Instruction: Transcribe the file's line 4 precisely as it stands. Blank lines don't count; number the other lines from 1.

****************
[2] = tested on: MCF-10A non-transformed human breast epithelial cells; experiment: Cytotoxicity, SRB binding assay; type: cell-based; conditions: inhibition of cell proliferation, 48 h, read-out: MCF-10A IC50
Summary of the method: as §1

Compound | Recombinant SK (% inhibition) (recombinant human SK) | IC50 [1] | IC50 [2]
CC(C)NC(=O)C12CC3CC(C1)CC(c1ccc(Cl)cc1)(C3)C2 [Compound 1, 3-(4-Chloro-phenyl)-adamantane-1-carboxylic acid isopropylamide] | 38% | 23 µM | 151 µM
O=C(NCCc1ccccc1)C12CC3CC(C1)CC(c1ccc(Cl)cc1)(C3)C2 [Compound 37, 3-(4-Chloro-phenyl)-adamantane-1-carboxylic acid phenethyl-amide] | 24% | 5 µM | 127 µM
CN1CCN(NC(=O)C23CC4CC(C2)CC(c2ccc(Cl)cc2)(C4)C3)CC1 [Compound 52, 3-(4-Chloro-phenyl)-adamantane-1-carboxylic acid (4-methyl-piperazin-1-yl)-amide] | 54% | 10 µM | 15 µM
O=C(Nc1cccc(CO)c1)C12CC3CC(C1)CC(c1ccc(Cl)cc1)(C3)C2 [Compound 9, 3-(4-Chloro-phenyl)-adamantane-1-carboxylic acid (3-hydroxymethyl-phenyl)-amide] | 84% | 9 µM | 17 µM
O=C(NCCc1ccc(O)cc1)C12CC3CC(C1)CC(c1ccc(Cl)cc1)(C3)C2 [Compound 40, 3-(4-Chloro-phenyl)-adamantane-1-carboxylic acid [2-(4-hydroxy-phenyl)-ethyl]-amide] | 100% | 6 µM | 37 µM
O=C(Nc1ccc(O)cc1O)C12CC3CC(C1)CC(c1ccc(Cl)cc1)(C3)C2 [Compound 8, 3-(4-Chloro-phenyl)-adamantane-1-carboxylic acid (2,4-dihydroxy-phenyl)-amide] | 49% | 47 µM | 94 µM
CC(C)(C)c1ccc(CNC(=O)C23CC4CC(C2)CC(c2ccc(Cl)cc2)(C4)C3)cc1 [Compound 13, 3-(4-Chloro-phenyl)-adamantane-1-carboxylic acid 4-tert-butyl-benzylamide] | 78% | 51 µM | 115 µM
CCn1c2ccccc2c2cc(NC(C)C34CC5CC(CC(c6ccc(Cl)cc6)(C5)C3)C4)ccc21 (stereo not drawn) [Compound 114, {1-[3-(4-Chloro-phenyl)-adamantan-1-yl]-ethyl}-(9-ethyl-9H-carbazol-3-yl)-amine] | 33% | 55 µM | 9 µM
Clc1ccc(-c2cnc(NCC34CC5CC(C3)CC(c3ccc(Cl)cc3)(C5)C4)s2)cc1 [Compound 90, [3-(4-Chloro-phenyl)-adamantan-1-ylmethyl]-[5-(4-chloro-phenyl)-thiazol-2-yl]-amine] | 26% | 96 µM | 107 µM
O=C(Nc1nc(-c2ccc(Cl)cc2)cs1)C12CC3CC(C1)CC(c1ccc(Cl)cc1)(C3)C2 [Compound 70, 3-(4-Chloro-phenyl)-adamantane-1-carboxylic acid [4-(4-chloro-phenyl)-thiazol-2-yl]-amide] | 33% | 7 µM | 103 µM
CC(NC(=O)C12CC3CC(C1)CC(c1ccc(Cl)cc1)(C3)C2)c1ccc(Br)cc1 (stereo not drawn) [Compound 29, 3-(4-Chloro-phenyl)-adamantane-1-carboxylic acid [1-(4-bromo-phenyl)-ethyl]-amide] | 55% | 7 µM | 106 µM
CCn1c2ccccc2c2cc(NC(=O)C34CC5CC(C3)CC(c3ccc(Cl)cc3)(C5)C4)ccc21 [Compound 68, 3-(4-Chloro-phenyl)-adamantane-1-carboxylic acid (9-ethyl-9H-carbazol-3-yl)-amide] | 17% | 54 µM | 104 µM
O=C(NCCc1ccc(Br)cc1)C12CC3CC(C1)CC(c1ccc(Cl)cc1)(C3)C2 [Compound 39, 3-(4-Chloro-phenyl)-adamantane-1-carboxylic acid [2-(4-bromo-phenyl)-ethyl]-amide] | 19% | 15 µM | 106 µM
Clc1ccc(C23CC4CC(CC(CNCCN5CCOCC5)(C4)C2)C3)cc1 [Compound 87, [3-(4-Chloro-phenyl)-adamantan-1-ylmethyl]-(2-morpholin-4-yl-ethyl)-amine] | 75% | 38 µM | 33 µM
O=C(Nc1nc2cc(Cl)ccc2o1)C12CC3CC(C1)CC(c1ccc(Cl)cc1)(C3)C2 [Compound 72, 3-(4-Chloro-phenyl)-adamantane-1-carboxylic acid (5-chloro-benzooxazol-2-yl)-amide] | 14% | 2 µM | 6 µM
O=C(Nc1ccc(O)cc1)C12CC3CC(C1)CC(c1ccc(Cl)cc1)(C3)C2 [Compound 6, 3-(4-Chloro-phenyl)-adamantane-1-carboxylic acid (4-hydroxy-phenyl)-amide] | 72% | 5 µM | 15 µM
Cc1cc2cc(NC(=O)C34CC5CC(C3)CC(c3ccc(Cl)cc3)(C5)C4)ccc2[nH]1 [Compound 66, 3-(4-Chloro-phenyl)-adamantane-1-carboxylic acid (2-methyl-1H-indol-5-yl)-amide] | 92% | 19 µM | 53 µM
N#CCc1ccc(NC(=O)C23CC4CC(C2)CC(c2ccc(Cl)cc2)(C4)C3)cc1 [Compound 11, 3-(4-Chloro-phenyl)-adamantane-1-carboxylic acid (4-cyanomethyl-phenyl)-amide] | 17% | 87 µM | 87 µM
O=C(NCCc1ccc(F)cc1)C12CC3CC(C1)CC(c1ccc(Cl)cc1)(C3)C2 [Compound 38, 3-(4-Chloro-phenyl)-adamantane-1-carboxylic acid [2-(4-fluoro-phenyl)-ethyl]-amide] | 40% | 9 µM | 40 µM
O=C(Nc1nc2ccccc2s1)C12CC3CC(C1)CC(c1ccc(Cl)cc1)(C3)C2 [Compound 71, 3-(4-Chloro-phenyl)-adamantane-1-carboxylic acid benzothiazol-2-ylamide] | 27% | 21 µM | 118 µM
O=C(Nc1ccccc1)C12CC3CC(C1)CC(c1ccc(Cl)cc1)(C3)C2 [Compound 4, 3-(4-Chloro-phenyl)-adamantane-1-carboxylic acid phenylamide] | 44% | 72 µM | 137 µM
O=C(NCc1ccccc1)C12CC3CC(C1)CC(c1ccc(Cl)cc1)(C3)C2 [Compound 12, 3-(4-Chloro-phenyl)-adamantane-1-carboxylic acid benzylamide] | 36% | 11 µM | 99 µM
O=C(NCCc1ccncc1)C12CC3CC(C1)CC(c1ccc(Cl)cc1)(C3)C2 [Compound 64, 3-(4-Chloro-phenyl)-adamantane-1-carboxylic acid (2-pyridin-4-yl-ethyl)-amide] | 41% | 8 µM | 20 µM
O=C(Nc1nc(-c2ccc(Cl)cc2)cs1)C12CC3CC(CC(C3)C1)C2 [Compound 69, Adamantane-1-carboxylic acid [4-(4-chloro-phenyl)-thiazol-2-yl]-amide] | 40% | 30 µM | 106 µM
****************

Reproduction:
CC(C)NC(=O)C12CC3CC(C1)CC(c1ccc(Cl)cc1)(C3)C2 [Compound 1, 3-(4-Chloro-phenyl)-adamantane-1-carboxylic acid isopropylamide] | 38% | 23 µM | 151 µM